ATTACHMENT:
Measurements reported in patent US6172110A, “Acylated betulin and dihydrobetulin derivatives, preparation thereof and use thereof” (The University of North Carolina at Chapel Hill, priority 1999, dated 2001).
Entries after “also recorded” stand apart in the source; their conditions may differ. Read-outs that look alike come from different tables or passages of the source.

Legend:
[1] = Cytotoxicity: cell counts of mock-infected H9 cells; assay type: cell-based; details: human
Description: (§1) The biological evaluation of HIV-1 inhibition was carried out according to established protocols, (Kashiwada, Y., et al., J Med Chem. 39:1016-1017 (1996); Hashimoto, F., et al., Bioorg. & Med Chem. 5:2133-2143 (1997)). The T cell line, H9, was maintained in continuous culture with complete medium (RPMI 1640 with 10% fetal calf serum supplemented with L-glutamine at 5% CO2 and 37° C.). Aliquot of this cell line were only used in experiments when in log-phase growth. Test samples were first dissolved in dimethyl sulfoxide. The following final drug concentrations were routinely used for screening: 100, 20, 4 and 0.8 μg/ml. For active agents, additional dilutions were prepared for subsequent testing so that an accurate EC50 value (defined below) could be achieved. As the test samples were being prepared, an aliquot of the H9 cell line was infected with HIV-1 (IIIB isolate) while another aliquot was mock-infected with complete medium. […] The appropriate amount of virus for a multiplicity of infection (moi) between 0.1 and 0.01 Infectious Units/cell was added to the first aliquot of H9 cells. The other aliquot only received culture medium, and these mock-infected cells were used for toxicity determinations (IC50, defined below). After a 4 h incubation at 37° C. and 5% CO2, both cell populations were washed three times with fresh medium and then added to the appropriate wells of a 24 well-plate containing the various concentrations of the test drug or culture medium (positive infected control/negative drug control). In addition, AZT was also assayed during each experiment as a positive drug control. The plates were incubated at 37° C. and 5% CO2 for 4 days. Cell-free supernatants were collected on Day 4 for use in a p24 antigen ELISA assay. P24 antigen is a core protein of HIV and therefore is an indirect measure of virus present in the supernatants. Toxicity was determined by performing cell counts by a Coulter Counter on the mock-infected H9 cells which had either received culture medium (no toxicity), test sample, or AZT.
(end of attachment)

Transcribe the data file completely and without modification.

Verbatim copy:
Measurements reported in patent US6172110A, “Acylated betulin and dihydrobetulin derivatives, preparation thereof and use thereof” (The University of North Carolina at Chapel Hill, priority 1999, dated 2001).
Entries after “also recorded” stand apart in the source; their conditions may differ. Read-outs that look alike come from different tables or passages of the source.

Legend:
[1] = Cytotoxicity: cell counts of mock-infected H9 cells; assay type: cell-based; details: human
Description: (§1) The biological evaluation of HIV-1 inhibition was carried out according to established protocols, (Kashiwada, Y., et al., J Med Chem. 39:1016-1017 (1996); Hashimoto, F., et al., Bioorg. & Med Chem. 5:2133-2143 (1997)). The T cell line, H9, was maintained in continuous culture with complete medium (RPMI 1640 with 10% fetal calf serum supplemented with L-glutamine at 5% CO2 and 37° C.). Aliquot of this cell line were only used in experiments when in log-phase growth. Test samples were first dissolved in dimethyl sulfoxide. The following final drug concentrations were routinely used for screening: 100, 20, 4 and 0.8 μg/ml. For active agents, additional dilutions were prepared for subsequent testing so that an accurate EC50 value (defined below) could be achieved. As the test samples were being prepared, an aliquot of the H9 cell line was infected with HIV-1 (IIIB isolate) while another aliquot was mock-infected with complete medium. […] The appropriate amount of virus for a multiplicity of infection (moi) between 0.1 and 0.01 Infectious Units/cell was added to the first aliquot of H9 cells. The other aliquot only received culture medium, and these mock-infected cells were used for toxicity determinations (IC50, defined below). After a 4 h incubation at 37° C. and 5% CO2, both cell populations were washed three times with fresh medium and then added to the appropriate wells of a 24 well-plate containing the various concentrations of the test drug or culture medium (positive infected control/negative drug control). In addition, AZT was also assayed during each experiment as a positive drug control. The plates were incubated at 37° C. and 5% CO2 for 4 days. Cell-free supernatants were collected on Day 4 for use in a p24 antigen ELISA assay. P24 antigen is a core protein of HIV and therefore is an indirect measure of virus present in the supernatants. Toxicity was determined by performing cell counts by a Coulter Counter on the mock-infected H9 cells which had either received culture medium (no toxicity), test sample, or AZT.